Home Ownership: Past, Present and Future
In the 1930’s the Federal Housing Administration was created to help provide long-term financing for homeowners. The housing policy of the country was that home ownership was great for the country. By the 1980’s the home ownership rate had increased to almost 70 percent. In the early 1990’s Congress mandated that HUD loosen its policies to provide for more home ownership. After all, if it was such a good thing then the more people who owned homes would be good. The problem was that the only way for more people to own homes was to make those homes more affordable. The only way to make those homes more affordable was to lower the down payment and other costs to get into a home. You know the rest of that story. People who could not afford to be home owners – at least not in the homes that they were “qualified” to buy – could not pay their mortgages, especially the variable rate mortgages. That led us to the current massive oversupply of houses in some states and the current situation, i.e. chaos. That is the present.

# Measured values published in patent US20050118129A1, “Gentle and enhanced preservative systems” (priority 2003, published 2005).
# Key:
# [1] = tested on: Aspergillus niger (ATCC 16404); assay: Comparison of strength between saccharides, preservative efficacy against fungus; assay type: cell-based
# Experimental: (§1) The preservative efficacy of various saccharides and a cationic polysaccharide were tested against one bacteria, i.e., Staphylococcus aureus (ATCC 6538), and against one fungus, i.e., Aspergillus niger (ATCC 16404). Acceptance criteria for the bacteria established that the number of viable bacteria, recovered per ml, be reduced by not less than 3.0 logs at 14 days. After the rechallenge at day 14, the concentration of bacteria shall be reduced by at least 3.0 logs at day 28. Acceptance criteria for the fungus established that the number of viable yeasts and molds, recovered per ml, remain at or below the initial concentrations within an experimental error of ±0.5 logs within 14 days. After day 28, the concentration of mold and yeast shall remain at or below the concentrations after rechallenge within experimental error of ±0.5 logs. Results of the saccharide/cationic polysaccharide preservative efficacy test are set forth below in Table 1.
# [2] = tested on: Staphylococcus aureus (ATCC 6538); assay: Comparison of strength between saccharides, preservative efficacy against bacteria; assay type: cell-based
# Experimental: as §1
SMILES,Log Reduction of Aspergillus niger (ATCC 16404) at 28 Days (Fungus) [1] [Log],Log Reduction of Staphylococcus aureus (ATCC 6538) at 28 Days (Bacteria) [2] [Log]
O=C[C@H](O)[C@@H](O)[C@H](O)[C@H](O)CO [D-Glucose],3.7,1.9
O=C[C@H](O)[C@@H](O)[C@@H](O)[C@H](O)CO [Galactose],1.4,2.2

The future of home ownership may not be ownership at all, but renting the home. The arguments for such a policy go like this: Young people (the creative class) are mobile and will go where the creative economies are located, people (especially immigrants and lower income people) cannot afford to buy because of high initial costs and credit conditions and home ownership is “trapping” Americans who are upside down in their unsold homes and cannot move to where the jobs are thus causing local economies to go down.
As I digest all of this – “digest” being the operative word – I am reminded of the time that I overate a delicious spaghetti and meatball meal. The food was so good that I gorged myself (I was younger then.) only to suffer the consequences later. You know the consequences of such an action so I will not describe them in detail, but it wasn’t pretty. I could not eat spaghetti and meatballs for two years. Just the thought made me nauseous. In short, we have overeaten the delicious home ownership meal and we are now throwing up. But our future housing policy should not be to give up the partaking of home ownership. It should be to have that meal in moderation so that its digestion is good for our growth and sustainability.
That does not mean that I disagree with those who advocate more renting of homes. Indeed, I have written before that not every household should be in an owner-occupied dwelling. Home ownership is not for everyone. But let’s not throw home ownership in the garbage disposal just yet.